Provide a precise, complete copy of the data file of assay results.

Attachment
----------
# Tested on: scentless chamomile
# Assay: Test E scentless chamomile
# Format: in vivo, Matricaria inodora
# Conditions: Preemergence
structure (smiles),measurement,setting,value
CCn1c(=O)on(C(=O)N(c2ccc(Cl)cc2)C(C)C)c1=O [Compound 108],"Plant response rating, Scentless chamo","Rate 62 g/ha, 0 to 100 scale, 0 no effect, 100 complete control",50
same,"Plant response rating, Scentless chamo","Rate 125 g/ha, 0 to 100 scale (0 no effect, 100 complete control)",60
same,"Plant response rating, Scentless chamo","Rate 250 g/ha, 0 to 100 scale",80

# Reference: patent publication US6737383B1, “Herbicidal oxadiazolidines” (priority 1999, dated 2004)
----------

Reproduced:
# Tested on: scentless chamomile
# Assay: Test E scentless chamomile
# Format: in vivo, Matricaria inodora
# Conditions: Preemergence
structure (smiles),measurement,setting,value
CCn1c(=O)on(C(=O)N(c2ccc(Cl)cc2)C(C)C)c1=O [Compound 108],"Plant response rating, Scentless chamo","Rate 62 g/ha, 0 to 100 scale, 0 no effect, 100 complete control",50
same,"Plant response rating, Scentless chamo","Rate 125 g/ha, 0 to 100 scale (0 no effect, 100 complete control)",60
same,"Plant response rating, Scentless chamo","Rate 250 g/ha, 0 to 100 scale",80

# Reference: patent publication US6737383B1, “Herbicidal oxadiazolidines” (priority 1999, dated 2004)